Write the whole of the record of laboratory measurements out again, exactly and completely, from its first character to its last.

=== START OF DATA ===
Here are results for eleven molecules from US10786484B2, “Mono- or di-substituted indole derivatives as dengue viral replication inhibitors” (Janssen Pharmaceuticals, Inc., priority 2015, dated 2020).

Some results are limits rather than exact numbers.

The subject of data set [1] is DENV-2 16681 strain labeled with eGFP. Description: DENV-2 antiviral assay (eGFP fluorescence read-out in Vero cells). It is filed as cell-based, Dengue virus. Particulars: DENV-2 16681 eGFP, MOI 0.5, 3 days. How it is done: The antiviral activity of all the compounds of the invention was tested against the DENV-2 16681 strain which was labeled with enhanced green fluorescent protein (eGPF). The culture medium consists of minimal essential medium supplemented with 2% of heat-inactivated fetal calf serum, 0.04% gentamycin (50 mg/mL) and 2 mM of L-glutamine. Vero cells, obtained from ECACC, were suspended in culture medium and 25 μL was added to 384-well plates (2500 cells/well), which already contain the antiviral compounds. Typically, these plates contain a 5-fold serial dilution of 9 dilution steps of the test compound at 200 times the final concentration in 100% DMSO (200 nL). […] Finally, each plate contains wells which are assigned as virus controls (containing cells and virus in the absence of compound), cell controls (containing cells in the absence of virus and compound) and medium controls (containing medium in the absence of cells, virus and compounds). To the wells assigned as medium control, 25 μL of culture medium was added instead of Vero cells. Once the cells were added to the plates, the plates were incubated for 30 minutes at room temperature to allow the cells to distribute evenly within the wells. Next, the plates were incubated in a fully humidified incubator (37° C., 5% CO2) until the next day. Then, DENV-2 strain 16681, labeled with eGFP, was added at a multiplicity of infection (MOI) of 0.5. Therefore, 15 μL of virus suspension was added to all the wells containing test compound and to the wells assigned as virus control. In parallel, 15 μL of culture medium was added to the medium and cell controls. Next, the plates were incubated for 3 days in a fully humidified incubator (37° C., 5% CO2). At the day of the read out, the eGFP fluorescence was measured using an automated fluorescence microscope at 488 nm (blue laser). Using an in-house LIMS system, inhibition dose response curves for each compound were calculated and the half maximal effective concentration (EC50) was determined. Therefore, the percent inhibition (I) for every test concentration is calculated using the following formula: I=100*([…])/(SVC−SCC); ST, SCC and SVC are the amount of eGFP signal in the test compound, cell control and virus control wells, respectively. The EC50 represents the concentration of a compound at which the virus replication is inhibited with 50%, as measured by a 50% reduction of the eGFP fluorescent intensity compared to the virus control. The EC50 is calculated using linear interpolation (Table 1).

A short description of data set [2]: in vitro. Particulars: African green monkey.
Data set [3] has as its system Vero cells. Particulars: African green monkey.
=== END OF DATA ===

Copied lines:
Here are results for eleven molecules from US10786484B2, “Mono- or di-substituted indole derivatives as dengue viral replication inhibitors” (Janssen Pharmaceuticals, Inc., priority 2015, dated 2020).

Some results are limits rather than exact numbers.

The subject of data set [1] is DENV-2 16681 strain labeled with eGFP. Description: DENV-2 antiviral assay (eGFP fluorescence read-out in Vero cells). It is filed as cell-based, Dengue virus. Particulars: DENV-2 16681 eGFP, MOI 0.5, 3 days. How it is done: The antiviral activity of all the compounds of the invention was tested against the DENV-2 16681 strain which was labeled with enhanced green fluorescent protein (eGPF). The culture medium consists of minimal essential medium supplemented with 2% of heat-inactivated fetal calf serum, 0.04% gentamycin (50 mg/mL) and 2 mM of L-glutamine. Vero cells, obtained from ECACC, were suspended in culture medium and 25 μL was added to 384-well plates (2500 cells/well), which already contain the antiviral compounds. Typically, these plates contain a 5-fold serial dilution of 9 dilution steps of the test compound at 200 times the final concentration in 100% DMSO (200 nL). […] Finally, each plate contains wells which are assigned as virus controls (containing cells and virus in the absence of compound), cell controls (containing cells in the absence of virus and compound) and medium controls (containing medium in the absence of cells, virus and compounds). To the wells assigned as medium control, 25 μL of culture medium was added instead of Vero cells. Once the cells were added to the plates, the plates were incubated for 30 minutes at room temperature to allow the cells to distribute evenly within the wells. Next, the plates were incubated in a fully humidified incubator (37° C., 5% CO2) until the next day. Then, DENV-2 strain 16681, labeled with eGFP, was added at a multiplicity of infection (MOI) of 0.5. Therefore, 15 μL of virus suspension was added to all the wells containing test compound and to the wells assigned as virus control. In parallel, 15 μL of culture medium was added to the medium and cell controls. Next, the plates were incubated for 3 days in a fully humidified incubator (37° C., 5% CO2). At the day of the read out, the eGFP fluorescence was measured using an automated fluorescence microscope at 488 nm (blue laser). Using an in-house LIMS system, inhibition dose response curves for each compound were calculated and the half maximal effective concentration (EC50) was determined. Therefore, the percent inhibition (I) for every test concentration is calculated using the following formula: I=100*([…])/(SVC−SCC); ST, SCC and SVC are the amount of eGFP signal in the test compound, cell control and virus control wells, respectively. The EC50 represents the concentration of a compound at which the virus replication is inhibited with 50%, as measured by a 50% reduction of the eGFP fluorescent intensity compared to the virus control. The EC50 is calculated using linear interpolation (Table 1).

A short description of data set [2]: in vitro. Particulars: African green monkey.
Data set [3] has as its system Vero cells. Particulars: African green monkey.